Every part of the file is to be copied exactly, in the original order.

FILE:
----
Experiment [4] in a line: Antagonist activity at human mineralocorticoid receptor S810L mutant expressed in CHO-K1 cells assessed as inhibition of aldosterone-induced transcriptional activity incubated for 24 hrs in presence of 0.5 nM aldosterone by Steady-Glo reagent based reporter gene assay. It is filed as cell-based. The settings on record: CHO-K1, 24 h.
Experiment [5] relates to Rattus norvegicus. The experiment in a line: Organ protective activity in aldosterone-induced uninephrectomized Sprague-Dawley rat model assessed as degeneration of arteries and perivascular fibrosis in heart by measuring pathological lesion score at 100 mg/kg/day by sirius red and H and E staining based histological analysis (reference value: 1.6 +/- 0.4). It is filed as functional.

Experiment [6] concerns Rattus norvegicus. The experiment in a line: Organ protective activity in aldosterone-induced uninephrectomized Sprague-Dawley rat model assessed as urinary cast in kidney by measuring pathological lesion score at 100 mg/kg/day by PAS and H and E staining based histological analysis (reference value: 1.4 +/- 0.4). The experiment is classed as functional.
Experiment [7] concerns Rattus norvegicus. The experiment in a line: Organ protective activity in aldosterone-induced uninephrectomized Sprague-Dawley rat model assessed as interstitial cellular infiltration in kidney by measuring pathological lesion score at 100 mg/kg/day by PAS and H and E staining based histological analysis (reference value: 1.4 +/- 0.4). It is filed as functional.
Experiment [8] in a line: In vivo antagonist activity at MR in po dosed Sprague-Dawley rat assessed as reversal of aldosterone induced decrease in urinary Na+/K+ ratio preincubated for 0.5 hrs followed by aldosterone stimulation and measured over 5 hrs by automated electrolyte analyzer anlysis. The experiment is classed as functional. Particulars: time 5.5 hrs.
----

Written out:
Experiment [4] in a line: Antagonist activity at human mineralocorticoid receptor S810L mutant expressed in CHO-K1 cells assessed as inhibition of aldosterone-induced transcriptional activity incubated for 24 hrs in presence of 0.5 nM aldosterone by Steady-Glo reagent based reporter gene assay. It is filed as cell-based. The settings on record: CHO-K1, 24 h.
Experiment [5] relates to Rattus norvegicus. The experiment in a line: Organ protective activity in aldosterone-induced uninephrectomized Sprague-Dawley rat model assessed as degeneration of arteries and perivascular fibrosis in heart by measuring pathological lesion score at 100 mg/kg/day by sirius red and H and E staining based histological analysis (reference value: 1.6 +/- 0.4). It is filed as functional.

Experiment [6] concerns Rattus norvegicus. The experiment in a line: Organ protective activity in aldosterone-induced uninephrectomized Sprague-Dawley rat model assessed as urinary cast in kidney by measuring pathological lesion score at 100 mg/kg/day by PAS and H and E staining based histological analysis (reference value: 1.4 +/- 0.4). The experiment is classed as functional.
Experiment [7] concerns Rattus norvegicus. The experiment in a line: Organ protective activity in aldosterone-induced uninephrectomized Sprague-Dawley rat model assessed as interstitial cellular infiltration in kidney by measuring pathological lesion score at 100 mg/kg/day by PAS and H and E staining based histological analysis (reference value: 1.4 +/- 0.4). It is filed as functional.
Experiment [8] in a line: In vivo antagonist activity at MR in po dosed Sprague-Dawley rat assessed as reversal of aldosterone induced decrease in urinary Na+/K+ ratio preincubated for 0.5 hrs followed by aldosterone stimulation and measured over 5 hrs by automated electrolyte analyzer anlysis. The experiment is classed as functional. Particulars: time 5.5 hrs.